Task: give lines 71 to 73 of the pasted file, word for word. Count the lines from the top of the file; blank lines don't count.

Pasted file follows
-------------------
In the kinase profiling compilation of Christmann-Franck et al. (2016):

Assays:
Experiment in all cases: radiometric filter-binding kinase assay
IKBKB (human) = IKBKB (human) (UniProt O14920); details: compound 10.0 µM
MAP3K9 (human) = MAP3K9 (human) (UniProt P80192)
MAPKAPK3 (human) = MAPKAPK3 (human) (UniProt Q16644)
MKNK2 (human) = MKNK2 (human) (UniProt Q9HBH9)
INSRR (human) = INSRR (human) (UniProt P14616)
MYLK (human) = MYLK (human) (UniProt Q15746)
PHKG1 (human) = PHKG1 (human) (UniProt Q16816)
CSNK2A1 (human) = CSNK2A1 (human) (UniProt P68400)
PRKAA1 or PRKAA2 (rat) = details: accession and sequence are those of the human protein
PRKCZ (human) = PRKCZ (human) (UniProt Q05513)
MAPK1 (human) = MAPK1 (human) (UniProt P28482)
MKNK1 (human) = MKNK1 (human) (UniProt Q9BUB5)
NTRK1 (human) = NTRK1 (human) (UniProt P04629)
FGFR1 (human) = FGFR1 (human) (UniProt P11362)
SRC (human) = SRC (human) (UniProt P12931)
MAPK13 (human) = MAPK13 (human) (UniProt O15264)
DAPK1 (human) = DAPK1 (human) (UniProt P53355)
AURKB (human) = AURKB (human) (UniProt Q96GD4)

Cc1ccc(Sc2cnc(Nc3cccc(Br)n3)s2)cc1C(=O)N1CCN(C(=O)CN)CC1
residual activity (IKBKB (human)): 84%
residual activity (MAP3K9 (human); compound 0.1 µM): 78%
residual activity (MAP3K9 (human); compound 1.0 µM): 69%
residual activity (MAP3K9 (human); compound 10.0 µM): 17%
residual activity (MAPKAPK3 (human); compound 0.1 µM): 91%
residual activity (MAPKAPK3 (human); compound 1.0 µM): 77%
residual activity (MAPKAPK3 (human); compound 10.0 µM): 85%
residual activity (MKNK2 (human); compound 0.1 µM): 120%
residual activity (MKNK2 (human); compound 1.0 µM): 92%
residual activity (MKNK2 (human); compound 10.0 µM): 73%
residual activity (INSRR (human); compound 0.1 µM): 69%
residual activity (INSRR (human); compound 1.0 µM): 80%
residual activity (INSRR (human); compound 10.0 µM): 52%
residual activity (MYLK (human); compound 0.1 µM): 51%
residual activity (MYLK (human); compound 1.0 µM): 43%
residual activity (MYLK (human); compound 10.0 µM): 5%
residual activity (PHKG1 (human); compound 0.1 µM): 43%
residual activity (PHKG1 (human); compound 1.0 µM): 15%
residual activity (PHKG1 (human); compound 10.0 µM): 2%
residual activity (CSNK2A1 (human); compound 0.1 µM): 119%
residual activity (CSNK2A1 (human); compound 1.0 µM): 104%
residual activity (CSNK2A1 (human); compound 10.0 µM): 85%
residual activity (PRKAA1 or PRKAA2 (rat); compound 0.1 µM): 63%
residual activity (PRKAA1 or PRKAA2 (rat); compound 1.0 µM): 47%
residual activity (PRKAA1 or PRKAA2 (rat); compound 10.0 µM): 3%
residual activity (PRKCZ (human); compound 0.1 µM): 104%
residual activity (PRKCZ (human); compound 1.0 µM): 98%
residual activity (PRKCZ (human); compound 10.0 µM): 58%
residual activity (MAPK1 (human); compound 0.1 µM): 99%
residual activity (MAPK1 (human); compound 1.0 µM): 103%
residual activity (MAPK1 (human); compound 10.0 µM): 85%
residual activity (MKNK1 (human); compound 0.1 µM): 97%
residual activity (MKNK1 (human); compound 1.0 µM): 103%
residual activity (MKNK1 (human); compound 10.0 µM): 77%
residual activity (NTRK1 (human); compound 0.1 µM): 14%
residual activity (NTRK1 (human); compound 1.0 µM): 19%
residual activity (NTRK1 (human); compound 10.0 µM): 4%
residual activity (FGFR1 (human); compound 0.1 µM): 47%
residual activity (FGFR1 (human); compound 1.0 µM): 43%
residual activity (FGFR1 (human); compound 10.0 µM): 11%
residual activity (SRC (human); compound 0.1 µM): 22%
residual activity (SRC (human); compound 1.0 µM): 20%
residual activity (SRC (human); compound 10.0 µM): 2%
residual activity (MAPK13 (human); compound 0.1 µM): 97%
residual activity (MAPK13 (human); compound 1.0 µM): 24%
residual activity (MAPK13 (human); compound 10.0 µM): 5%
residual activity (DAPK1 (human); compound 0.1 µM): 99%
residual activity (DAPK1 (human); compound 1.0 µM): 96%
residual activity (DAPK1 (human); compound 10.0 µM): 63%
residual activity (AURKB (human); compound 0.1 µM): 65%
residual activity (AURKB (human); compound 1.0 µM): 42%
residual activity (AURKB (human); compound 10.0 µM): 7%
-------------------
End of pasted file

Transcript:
residual activity (DAPK1 (human); compound 10.0 µM): 63%
residual activity (AURKB (human); compound 0.1 µM): 65%
residual activity (AURKB (human); compound 1.0 µM): 42%